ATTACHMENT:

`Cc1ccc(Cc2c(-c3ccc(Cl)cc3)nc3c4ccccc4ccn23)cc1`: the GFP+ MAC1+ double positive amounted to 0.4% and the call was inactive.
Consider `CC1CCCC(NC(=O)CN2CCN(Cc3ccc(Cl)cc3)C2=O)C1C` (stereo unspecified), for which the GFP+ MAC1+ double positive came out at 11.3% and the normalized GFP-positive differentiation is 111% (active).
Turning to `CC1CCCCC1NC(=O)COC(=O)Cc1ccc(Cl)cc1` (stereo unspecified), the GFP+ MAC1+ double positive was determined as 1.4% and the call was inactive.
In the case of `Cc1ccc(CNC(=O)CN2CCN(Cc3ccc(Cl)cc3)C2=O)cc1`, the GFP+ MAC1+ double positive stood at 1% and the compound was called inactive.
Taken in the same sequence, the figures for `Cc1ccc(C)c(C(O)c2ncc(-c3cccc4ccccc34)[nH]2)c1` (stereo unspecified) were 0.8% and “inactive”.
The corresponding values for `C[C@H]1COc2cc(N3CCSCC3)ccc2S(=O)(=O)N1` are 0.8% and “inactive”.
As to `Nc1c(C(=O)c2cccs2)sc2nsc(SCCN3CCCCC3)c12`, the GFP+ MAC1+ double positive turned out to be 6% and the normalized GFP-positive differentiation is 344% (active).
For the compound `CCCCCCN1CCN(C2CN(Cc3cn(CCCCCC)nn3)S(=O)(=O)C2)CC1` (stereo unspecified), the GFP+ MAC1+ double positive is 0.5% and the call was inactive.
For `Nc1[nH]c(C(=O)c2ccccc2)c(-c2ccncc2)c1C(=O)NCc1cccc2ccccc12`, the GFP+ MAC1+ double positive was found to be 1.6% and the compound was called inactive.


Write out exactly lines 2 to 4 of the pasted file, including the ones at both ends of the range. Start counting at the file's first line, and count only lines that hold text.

Consider `CC1CCCC(NC(=O)CN2CCN(Cc3ccc(Cl)cc3)C2=O)C1C` (stereo unspecified), for which the GFP+ MAC1+ double positive came out at 11.3% and the normalized GFP-positive differentiation is 111% (active).
Turning to `CC1CCCCC1NC(=O)COC(=O)Cc1ccc(Cl)cc1` (stereo unspecified), the GFP+ MAC1+ double positive was determined as 1.4% and the call was inactive.
In the case of `Cc1ccc(CNC(=O)CN2CCN(Cc3ccc(Cl)cc3)C2=O)cc1`, the GFP+ MAC1+ double positive stood at 1% and the compound was called inactive.